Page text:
Oct. 19, 2011
UI first to receive Joint Commission certification for excellence in cardiac valve repair, replacement
University of Iowa Heart and Vascular Center at UI Hospitals and Clinics has become the first program in the nation to receive certification for its cardiac valve repair and replacement program.
The center was granted Disease-Specific Care Certification for cardiac valve repair and replacement by The Joint Commission, the accreditation and certification agency for more than 17,000 health care organizations in the United States. The certification carries a two-year renewal cycle.
"This confirms our commitment to providing the most advanced heart care treatments for patients," says Mark Iannettoni, M.D., professor and head of the UI Department of Cardiothoracic Surgery and physician executive director of the UI Heart and Vascular Center. "Our heart valve clinic, established more than three years ago, is a model for other heart centers, with a surgical and medical team and nursing staff trained and dedicated specifically to minimally invasive surgery for heart valve repair and replacement. The Joint Commission certification signals that we're at the forefront and high-water mark of heart valve care."
Traditional heart valve surgery requires a full sternotomy, in which a vertical incision in made along the entire length of a patient's sternum to split the breastbone in order to access the heart. The minimally invasive approach involves an incision about two inches long to remove a small piece of breastbone and create a small opening near the patient's heart valves, notes Robert Farivar, M.D., Ph.D., the UI cardiothoracic surgeon who directs the minimally invasive cardiac surgery center and is surgical director of the heart valve clinic.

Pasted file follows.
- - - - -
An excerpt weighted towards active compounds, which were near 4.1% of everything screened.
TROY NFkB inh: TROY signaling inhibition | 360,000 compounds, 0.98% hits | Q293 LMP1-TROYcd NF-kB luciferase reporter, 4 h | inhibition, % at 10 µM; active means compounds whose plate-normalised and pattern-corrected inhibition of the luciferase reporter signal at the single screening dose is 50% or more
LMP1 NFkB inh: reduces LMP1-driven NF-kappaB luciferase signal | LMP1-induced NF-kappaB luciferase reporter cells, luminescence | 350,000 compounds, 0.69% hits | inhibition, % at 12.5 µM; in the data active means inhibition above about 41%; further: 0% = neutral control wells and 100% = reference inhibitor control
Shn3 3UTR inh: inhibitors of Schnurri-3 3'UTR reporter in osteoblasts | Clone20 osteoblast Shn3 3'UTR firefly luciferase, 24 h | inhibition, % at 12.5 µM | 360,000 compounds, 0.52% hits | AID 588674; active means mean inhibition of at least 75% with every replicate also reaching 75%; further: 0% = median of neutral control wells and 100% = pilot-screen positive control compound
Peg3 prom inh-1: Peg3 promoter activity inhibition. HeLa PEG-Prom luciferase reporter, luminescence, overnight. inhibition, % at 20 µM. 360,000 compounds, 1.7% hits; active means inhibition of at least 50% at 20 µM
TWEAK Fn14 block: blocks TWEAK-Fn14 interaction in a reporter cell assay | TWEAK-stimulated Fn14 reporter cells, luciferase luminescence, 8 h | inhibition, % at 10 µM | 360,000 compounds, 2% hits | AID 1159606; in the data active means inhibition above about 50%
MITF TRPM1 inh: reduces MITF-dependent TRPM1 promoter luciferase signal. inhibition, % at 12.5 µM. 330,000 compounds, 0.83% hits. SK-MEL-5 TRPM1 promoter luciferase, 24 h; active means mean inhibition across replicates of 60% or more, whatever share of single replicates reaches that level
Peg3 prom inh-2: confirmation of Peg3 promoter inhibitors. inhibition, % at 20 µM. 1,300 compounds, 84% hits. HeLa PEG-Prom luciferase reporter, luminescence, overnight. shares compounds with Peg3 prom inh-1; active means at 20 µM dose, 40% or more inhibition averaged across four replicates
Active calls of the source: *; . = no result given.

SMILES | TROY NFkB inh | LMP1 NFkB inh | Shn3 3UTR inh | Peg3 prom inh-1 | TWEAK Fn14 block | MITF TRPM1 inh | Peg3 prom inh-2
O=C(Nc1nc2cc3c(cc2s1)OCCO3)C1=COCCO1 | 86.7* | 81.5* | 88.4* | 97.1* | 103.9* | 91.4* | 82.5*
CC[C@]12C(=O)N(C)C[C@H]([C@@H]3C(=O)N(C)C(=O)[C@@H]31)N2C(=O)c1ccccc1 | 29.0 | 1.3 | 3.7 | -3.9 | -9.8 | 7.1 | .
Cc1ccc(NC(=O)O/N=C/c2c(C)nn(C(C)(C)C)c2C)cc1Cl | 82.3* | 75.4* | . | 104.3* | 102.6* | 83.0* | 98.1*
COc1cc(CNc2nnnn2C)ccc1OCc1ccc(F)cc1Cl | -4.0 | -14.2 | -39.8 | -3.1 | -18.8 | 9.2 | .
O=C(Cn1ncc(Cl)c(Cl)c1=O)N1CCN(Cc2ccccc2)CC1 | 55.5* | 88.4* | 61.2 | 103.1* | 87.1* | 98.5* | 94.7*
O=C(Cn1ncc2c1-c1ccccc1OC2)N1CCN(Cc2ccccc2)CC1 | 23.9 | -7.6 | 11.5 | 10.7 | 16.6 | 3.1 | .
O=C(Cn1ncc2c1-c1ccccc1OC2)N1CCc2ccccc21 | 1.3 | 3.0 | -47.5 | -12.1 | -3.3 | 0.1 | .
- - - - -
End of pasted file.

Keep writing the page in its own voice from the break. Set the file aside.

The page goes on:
"It's a delicate procedure, but one in which we have a lot of experience," Farivar says. "It delivers the same results as a full-sternotomy valve repair, and the benefits to the patient from having a smaller incision are substantial."
Those benefits include reduced trauma during surgery, plus a smaller scar, minimal pain (and less pain medications), and a faster recovery after surgery.
Minimally invasive surgery was "just the ticket," according to Kim Green of Waterloo. The 54-year-old retiree underwent minimally invasive surgery to replace a damaged aortic valve in June 2009. For years before the procedure, Green says, she felt lethargic to the point where even simple household chores seemed to be too much work. Today, she is enrolled in a fitness/wellness class through her local hospital, and she stays active with her friends and family.
"It's just so noticeable how good I feel -- better than I've felt in years," Green says. "My scar is just a couple of inches, not big at all. They did such a good job."
Since 2008, the UI Heart and Vascular Center team has performed more than 200 heart valve surgical procedures per year.
For more information, visit www.uihealthcare.org/heart.
STORY SOURCE: University of Iowa Health Care Media Relations, 200 Hawkins Drive, Room W319 GH, Iowa City, Iowa 52242-1009